conducted face-to-face but where impossible, the researcher will call the participants and the interview be conducted over the phone. Every interview sessions will be recorded and notes taken. To promote confidentiality, names and job titles of the employees will not be salient features of the study. In addition, the information recorded during every interview will be stored in a password-protected computer in a folder only the researcher has access to. The notes taken will be locked in a cabinet that can only be accessed by the researcher. However, the information might be shared with the supervisor but only for the research purpose. After data has been analysed and the researcher awarded a mark for the research paper, the recordings will be permanently deleted and the notes shredded. 6.3 Analysis techniques Thematic analysis will be adopted in this research. In analysing secondary data, the researcher will be keen to note recurrent themes on the topic of employee engagement. The themes of interest are perception of employee engagement, tools for driving employee engagement, and factors affecting employee engagement. The interview guide will be organised under these themes to ensure what is collected from primary sources can be easily compared to what was established using secondary sources. Therefore, the collected information will be analysed under the identified themes.

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  • Davis, P.J., Frolova, Y. and Callahan, W.T., 2016. Perceptions, Antecedents and Consequents of Employee Engagement Initiatives in Australian Organizations. American Journal of Management, 16(1). Dollard, M.F., 2012. Psychosocial safety climate: A lead indicator of workplace psychological health and engagement and a precursor to intervention success. In Improving Organizational Interventions For Stress and Well-Being (pp. 103-127). Routledge.
  • Frem, A., 2016. Engagement–The Power of People. In The Employer Brand (pp. 63-84). Routledge. GUPTA, M., 2015. A study on employees perception towards employee engagement. Globsyn Management Journal, 9(1), pp. 45-51. Han, Y., 2015. A Study on Employee Engagement Program in Full Service Hotel. Harrell, M.C. and Bradley, M.A., 2009. Data collection methods. Semi-structured interviews and focus groups. Rand National Defense Research Inst santa monica ca.
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  • Khan, M.I., Awan, U., Yasir, M. and Mohamad, N.A.B., 2014. Transformational leadership, emotional intelligence and organizational commitment: Pakistan’s services sector. Khuong, M.N. and Yen, N.H., 2014. The effects of leadership styles and sociability trait emotional intelligence on employee engagement. A study in Binh Duong City, Vietnam. International Journal of Current Research and Academic Review, 2(1), pp.121-136. Kumar, V. and Pansari, A., 2015. Measuring the benefits of employee engagement. MIT Sloan Management Review, 56(4), p.67. Kwon, K. and Kim, T., 2019. An integrative literature review of employee engagement and innovative behavior: Revisiting the JD-R model. Human Resource Management Review, p.100704.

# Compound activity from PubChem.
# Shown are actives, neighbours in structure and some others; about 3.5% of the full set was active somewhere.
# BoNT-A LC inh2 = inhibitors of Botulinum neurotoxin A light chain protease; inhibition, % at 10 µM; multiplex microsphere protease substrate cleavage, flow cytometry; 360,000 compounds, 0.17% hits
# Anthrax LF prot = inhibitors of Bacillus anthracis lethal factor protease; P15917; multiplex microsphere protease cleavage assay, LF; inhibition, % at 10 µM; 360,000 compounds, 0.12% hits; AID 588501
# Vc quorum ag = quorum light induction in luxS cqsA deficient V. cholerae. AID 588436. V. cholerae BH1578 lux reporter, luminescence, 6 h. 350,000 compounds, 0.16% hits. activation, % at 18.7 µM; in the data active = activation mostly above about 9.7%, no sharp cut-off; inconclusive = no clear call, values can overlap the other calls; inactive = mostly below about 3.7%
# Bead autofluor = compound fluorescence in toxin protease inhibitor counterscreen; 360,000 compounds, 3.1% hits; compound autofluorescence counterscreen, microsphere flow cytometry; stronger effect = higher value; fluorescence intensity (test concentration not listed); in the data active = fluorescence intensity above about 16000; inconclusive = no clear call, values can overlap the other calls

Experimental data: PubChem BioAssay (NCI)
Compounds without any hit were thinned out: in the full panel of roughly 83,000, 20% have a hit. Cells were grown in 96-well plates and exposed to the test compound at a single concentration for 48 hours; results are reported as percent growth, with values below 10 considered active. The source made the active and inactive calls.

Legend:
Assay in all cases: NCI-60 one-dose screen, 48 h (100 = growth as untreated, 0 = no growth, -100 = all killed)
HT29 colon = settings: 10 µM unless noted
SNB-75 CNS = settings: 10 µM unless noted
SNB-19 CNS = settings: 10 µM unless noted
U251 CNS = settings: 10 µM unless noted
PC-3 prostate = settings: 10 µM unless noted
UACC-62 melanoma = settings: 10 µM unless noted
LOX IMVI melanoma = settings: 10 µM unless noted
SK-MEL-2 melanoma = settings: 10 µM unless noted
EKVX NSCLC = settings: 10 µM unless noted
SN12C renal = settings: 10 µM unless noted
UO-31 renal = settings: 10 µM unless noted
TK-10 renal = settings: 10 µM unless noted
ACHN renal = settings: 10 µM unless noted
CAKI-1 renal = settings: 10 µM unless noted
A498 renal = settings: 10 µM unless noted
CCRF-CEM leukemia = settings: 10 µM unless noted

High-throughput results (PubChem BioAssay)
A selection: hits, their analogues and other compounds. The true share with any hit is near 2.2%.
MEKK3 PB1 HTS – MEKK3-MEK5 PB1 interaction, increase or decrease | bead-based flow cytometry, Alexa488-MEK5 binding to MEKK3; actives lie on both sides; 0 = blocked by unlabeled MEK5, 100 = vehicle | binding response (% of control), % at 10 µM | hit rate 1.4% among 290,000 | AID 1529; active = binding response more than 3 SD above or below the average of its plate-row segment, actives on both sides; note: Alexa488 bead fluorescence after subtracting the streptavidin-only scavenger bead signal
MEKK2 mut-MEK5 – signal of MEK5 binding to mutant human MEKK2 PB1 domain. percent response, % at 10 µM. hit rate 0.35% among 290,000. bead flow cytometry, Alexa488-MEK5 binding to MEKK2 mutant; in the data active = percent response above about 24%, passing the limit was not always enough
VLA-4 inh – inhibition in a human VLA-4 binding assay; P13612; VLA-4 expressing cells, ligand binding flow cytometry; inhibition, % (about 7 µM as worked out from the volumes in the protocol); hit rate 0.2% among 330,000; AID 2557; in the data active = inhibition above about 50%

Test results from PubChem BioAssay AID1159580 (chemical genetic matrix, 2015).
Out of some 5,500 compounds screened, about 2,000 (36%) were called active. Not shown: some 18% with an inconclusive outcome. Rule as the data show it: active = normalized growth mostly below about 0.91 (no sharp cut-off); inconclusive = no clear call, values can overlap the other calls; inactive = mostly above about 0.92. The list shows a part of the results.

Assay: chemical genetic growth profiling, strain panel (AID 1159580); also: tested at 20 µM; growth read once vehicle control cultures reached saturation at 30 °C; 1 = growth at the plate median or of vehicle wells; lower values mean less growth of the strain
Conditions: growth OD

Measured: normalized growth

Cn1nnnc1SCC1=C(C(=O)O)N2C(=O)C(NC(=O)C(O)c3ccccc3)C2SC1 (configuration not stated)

• Mariappanadar, S., 2018. The impact of dissonance in schema based leadership perceptions on employee engagement: Evidence from Australia. Personnel Review, 47(7), pp.1309-1329. McIntosh, M.J. and Morse, J.M., 2015. Situating and constructing diversity in semi-structured interviews. Global qualitative nursing research, 2, p.2333393615597674. Mukhopadhyay, S. and Gupta, R.K., 2014. Survey of qualitative research methodology in strategy research and implication for Indian researchers. Vision, 18(2), pp.109-123.
  • Nawaz, M.S., Hassan, M., Hassan, S., Shaukat, S. and Asadullah, M.A., 2014. Impact of employee training and empowerment on employee creativity through employee engagement: Empirical evidence from the manufacturing sector of Pakistan. Middle-East Journal of Scientific Research, 19(4), pp.593-601. Russell, R.M., 2013. Research methods. Final Report on the 2013 Season of The Mayapán Taboo Cenote Project, p.23.
  • Saks, A.M. and Gruman, J.A., 2014. What do we really know about employee engagement?. Human Resource Development Quarterly, 25(2), pp.155-182. Saunders, M., Lewis, P., Thornhill, A. and Wilson, J., 2009. Business research methods. Financial Times, Prentice Hall: London. Taneja, S., Sewell, S.S. and Odom, R.Y., 2015. A culture of employee engagement: A strategic perspective for global managers. Journal of Business Strategy, 36(3), pp.46-56. Truss, K., Baron, A., Crawford, D., Debenham, T., Emmott, M., Harding, S., Longman, M., Murray, E. and Totterdill, P., 2014. Job design and employee engagement.

Timeline of Dissertation

  • Jamie,A.G.,& Alan.M.S.(2011). Performance management and employee engagement:Human Resource Management Review, 21(2), 123-136.